To which I might add that the dinner was probably followed by a visit to the student union bar. This had an impressive large yard of ale displayed behind the bar. Freshers were not allowed to drink from it; one might normally try by about one’s final year. It contains 1.4 litres of beer when filled, which has to be drunk in a single long gulp. Usually, only a proportion of the beer actually enters the mouth.

Yes, if you are wondering that much student social life centred around alcohol, you are probably not wrong. Perhaps this was unique to the chemists? There are many other alcohol related stories that could be told, but I am not sure it would be wise to do so!

]]>One more basis: ωB97XD/aug-cc-pv6z (a 6-ζ level, DOI: 10.14469/hpc/2188) has ν 97, 1465 and 1780. So the CBS limit using this functional it probably is a real minimum.

I would add this is probably the largest basis set I have ever used in anger! I am also intrigued that the CBS limit is so difficult to reach!

]]>1. Def2-TZVPP (DOI: 10.14469/hpc/2181 ), ν +303, 1462, 1784.

2. Def2-QZVPP (DOI: 10.14469/hpc/2182), ν +173, 1466, 1779.

So probably at the CBS (complete basis set) limit, its probably a true minimum, but still worth testing!

But what about the Hamiltonian? The definitive test is CCSD(T).

3. CCSD(T)/Def2-TZVPP (DOI: 10.14469/hpc/2183), ν ~ -320*i*, 1460, 1835

4. CCSD(T)/Def2-QZVPP (DOI: 10.14469/hpc/2186), ν -325*i*, 1459, 1822.

So it seems its not the basis set but the Hamiltonian method that is sensitive. Such a big difference is a bit of a surprise; you would think that with just two electrons, a standard DFT method should not disagree so much with a coupled cluster method?

My purpose anyway was to explore unusual topologies in electron densities, and less to probe whether H_{4}^{2+} was a minimum or not.

http://onlinelibrary.wiley.com/doi/10.1002/jcc.540140305/full

(Popular basis sets using the standard p exponent suggest (erroneously) that the Td geometry is a minimum) ]]>

M.N. Glukhovtsev, P.v.R. Schleyer, K. Lammertsma, “Can the H2+4 dication exist?” Chem. Phys. Lett., 1993, 209, 207-210. DOI: 10.1016/0009-2614(93)80094-6

(Answer: No) ]]>

To complete the series, here is IF_{3}. This brings however a new variable, which is the now more significant contribution from relativistic core electrons on iodine.

The below is the non-relativistic solution (DOI: 10.14469/hpc/2161), derived from a full-electron basis set for I (6-311G(d,p) as obtained from https://bse.pnl.gov/bse/portal).

Basins 8 and 9 have 2.21e each and subtend an angle of 168° at the central iodine. The other difference is that basins 10 and 15 for BrF_{3} (the anomeric anti-periplanar effect to one Br-F bond) are not apparent for IF_{3}.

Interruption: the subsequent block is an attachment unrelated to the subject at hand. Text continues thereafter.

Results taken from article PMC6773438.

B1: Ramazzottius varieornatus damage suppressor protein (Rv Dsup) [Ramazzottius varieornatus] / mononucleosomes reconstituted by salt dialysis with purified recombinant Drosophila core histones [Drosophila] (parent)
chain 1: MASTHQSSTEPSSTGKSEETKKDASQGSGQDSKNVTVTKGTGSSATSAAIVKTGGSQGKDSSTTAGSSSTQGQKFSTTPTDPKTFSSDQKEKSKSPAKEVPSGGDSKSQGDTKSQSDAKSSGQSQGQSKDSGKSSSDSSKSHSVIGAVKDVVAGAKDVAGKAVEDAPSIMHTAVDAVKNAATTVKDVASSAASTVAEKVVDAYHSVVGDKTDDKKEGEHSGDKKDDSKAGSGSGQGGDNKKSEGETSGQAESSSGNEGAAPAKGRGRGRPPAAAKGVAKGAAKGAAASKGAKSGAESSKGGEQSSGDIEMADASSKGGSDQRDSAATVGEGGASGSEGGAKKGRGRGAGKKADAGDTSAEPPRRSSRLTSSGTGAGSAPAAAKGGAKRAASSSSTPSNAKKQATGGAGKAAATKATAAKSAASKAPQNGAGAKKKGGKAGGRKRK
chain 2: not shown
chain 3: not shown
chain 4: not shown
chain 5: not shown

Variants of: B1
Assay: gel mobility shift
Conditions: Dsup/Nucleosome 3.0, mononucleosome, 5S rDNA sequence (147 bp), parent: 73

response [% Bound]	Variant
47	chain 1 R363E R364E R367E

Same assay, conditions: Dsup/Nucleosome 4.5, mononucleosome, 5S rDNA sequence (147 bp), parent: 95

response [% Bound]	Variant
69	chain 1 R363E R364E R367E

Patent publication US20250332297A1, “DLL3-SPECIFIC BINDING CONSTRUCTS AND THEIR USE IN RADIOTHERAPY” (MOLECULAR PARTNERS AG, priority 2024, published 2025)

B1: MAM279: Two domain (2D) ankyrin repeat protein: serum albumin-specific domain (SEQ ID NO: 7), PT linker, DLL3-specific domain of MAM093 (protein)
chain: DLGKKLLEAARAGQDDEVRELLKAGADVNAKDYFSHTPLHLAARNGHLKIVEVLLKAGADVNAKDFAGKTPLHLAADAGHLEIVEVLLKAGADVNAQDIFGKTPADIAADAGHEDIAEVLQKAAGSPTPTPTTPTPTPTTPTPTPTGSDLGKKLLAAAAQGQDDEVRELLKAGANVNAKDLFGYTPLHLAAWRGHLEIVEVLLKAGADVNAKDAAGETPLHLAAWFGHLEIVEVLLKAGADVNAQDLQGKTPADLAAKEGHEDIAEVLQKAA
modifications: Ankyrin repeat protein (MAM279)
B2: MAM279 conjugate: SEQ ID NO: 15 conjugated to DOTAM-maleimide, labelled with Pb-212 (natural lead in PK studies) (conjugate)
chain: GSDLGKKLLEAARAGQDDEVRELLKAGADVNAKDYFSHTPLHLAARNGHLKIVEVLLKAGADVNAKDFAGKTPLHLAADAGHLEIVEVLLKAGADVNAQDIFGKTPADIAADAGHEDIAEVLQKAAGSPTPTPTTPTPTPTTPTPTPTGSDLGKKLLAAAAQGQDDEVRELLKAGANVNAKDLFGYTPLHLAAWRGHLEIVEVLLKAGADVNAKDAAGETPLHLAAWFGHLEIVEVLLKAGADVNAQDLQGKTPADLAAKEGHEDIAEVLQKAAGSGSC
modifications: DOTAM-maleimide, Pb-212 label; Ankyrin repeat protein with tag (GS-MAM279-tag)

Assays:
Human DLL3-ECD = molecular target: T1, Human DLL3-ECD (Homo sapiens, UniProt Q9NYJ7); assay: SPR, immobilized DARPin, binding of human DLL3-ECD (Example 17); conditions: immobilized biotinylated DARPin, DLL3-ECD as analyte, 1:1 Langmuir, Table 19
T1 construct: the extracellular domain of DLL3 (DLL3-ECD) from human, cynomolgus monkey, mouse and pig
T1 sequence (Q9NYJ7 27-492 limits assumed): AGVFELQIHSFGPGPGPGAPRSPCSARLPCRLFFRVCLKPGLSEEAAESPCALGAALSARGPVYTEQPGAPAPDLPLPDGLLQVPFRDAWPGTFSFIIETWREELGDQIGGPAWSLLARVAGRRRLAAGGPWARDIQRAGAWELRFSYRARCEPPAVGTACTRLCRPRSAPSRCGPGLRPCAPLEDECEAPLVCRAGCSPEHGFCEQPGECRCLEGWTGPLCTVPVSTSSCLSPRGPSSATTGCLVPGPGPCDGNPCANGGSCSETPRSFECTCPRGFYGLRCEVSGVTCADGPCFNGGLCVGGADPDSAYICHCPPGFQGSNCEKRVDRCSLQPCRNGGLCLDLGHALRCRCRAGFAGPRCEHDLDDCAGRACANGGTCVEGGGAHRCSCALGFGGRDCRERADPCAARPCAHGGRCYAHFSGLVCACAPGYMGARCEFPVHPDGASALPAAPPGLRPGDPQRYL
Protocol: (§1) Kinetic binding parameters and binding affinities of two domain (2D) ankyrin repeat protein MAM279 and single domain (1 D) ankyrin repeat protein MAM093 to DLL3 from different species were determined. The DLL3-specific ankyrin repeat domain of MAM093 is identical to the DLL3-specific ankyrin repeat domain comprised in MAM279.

A wavefunction where the all-electron basis set is replaced by one with a effective-core for the relativistic component (thus the relativistic contraction is absorbed into this calculation, Def2-TZVPP, DOI: 10.14469/hpc/2162) gives the 8/9 basin populations as 2.36e, which is more consistent with the trend Cl => Br => I and an angle subtended at I of 153°.

]]>Just a note that the AIMALL program locates 767 critical points, 152 more than multiFN.

]]>1. All nuclear positions

2. All nuclear mid points

3. All centroids from three nuclei

4. All pyramid centres from four nuclei.

Using just 1 gives 60 critical points of type (3,-3), which are the Na and He nuclei. Using 1-4 gives 615 critical points of which 76 are type (3,-3). The additional 16 are the non-nuclear attractors, shown in white below. These correspond to the ELF basins in the diagram above. I would add however that the Poincare-Hopf relationship is NOT satisfied, which is another indication that the boundaries of this non-periodic model have artefacts.

(3,-3): 76, (3,-1): 290, (3,+1): 185, (3,+3): 64

Poincare-Hopf relationship verification: 76 – 290 + 185 – 64 = -93

A quick comment about the speed of the program. MultiWFN finds all the critical points in about 3 minutes on an 8-processor computer.

]]>Shant: I thought I might answer your question about email in a roundabout sort of way. You might notice my ORCID identifier is appended to all posts and comments (although this latter is not 100% reliable). With the ORCID, you should be able to get my email. Unfortunately when I checked, I noticed that the default privacy setting for this property was (unintentionally) private. It is now public, and so you can now get it there!

Oh, in responding to a comment in WordPress, you have to provide your own email. This is private by default, but the WordPress blog goes off and checks if there is an ORCID account associated with that address. If there is, it (mostly) adds the ORCID at the start of the comment. So perhaps if, before posting your next comment, you register an ORCID for yourself, it should appear here.

I also appreciate that providing one’s genuine identity to social media used to be considered bad form. But that seems to be changing, and now it is more common to appear using one’s real identity (or one of them). With a world where *alternate facts* seems in some circles to be acceptable, I feel in science we should only deal with one set of facts (with of course multiple interpretations always possible), and those facts should ideally include one’s identity.